book advice

rusi rustompmody at gmail.com
Wed Mar 6 11:10:31 CET 2013


On Mar 2, 1:59 am, leonardo selmi <l.se... at icloud.com> wrote:
> hi
>
> is there anyone can suggest me a good book to learn python? i read many but there is always
> something unclear or examples which give me errors.

The following written assuming you are as new to programming generally
as to python specifically.
If not then please excuse me. it is written based on this line:

> how can I start building a sound educational background

It is completely natural that you assume learning programming means
learning a programming language.
And in that context python is as good a choice as you could make.

However the assumption is wrong-headed.

Sure you cannot program without using some programming language. Yet
knowing a programming language does not do much by way of knowing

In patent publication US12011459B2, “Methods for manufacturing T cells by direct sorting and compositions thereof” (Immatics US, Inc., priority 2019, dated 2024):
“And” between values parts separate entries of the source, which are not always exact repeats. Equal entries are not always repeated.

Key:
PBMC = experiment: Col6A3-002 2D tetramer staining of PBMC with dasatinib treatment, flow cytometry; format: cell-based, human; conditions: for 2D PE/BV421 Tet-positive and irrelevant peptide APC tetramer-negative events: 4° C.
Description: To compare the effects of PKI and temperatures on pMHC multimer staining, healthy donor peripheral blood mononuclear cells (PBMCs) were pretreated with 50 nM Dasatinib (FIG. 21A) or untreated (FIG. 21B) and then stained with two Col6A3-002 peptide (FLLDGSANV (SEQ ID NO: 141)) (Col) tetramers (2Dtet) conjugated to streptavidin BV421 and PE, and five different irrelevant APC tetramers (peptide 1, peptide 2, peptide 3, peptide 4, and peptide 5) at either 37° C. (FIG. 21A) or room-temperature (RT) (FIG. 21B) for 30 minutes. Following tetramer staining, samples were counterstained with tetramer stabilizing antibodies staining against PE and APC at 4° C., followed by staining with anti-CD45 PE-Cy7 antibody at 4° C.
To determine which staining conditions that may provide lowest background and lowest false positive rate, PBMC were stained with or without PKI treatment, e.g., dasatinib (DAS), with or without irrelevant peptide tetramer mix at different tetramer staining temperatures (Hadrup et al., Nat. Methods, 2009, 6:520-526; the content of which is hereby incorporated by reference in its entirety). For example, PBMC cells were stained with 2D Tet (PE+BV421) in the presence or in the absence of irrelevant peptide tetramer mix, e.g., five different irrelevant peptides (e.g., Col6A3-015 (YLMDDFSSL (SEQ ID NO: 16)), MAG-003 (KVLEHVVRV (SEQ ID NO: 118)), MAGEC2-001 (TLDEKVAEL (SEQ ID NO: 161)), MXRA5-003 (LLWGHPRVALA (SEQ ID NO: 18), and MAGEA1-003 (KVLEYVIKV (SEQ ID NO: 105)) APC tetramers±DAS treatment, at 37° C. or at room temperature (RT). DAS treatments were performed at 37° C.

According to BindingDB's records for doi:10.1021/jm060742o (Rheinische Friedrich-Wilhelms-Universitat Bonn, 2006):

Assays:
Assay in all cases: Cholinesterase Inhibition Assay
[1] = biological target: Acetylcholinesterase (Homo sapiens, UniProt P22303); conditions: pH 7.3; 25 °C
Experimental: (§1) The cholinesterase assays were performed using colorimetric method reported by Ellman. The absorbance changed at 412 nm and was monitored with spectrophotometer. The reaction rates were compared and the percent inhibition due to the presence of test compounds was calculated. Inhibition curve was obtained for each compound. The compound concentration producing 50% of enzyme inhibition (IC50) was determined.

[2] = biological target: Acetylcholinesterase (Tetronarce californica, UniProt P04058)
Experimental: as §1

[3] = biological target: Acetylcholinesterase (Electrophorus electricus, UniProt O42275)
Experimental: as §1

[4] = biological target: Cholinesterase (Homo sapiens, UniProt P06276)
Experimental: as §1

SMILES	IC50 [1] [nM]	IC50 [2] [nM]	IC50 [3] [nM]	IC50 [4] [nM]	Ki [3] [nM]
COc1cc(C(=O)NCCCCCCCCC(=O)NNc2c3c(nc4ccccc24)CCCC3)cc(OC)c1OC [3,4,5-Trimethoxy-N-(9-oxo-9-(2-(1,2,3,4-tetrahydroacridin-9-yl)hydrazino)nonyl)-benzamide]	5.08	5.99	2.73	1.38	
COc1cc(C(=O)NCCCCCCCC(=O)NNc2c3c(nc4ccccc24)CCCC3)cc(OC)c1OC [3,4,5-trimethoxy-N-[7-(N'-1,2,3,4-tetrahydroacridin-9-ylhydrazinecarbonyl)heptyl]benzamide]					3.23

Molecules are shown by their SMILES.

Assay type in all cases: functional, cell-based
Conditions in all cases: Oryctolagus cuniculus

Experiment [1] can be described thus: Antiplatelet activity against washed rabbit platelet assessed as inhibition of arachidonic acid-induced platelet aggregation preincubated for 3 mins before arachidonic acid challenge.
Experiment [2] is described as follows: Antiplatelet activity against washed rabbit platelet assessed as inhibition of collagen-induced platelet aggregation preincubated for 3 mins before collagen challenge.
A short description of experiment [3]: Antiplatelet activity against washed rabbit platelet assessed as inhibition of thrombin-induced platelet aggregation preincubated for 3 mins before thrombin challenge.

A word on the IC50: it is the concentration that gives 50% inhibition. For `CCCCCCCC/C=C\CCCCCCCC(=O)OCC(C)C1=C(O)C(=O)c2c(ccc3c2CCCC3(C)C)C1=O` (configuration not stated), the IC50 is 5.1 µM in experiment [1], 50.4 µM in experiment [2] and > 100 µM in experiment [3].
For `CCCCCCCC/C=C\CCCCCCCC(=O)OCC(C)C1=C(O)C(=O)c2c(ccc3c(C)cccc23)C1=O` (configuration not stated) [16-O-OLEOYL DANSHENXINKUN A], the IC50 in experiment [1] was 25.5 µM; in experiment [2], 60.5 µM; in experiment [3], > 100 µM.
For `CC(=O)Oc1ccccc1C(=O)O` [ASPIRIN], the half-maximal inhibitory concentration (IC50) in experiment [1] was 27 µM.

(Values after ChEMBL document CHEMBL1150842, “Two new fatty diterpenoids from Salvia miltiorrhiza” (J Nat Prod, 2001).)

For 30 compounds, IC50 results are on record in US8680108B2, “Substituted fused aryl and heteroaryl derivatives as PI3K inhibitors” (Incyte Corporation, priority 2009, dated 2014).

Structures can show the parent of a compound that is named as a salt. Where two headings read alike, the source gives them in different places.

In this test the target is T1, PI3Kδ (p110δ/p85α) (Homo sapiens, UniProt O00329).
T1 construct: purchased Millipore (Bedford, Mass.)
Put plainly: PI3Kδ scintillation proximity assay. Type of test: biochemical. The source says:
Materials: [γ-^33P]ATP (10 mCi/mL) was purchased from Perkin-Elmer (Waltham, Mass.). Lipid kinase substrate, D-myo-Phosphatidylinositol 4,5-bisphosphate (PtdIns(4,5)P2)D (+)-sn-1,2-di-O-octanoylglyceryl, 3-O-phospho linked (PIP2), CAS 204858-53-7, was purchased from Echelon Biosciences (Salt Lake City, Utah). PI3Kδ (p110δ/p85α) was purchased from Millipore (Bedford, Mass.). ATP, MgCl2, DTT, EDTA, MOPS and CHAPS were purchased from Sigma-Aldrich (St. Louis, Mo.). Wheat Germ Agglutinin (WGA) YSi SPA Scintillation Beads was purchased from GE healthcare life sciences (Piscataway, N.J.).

programming.
Look up any of the online resources on computer science and you will
find courses/material on a variety of stuff such as:
- operating systems
- compilers
- data structures
- algorithms
- a variety of almost unrelated flavors of math (eg graph theory,
discrete math, numerical analysis)
- a variety of almost unrelated flavors of theory (eg semantics,
automata theory etc)
- then all sorts of 'modern' stuff eg web/security/cloud etc

Somewhere in all this you would find a course on programming languages
and an intro course on programming -- probably using python or some
other language.

Now I will admit that this 'classical' approach is often misguided and
has wrong emphasis.
I have a series of blog posts starting
http://blog.languager.org/2011/02/cs-education-is-fat-and-weak-1.html
on the mess in CS education.

However the mess in CS education notwithstanding, the fact does not
change that for a 'sound educational background' you should be
spending 1/5 your time on a specific programming technology such as
python and the remaining on more generic stuff such as Ive listed above



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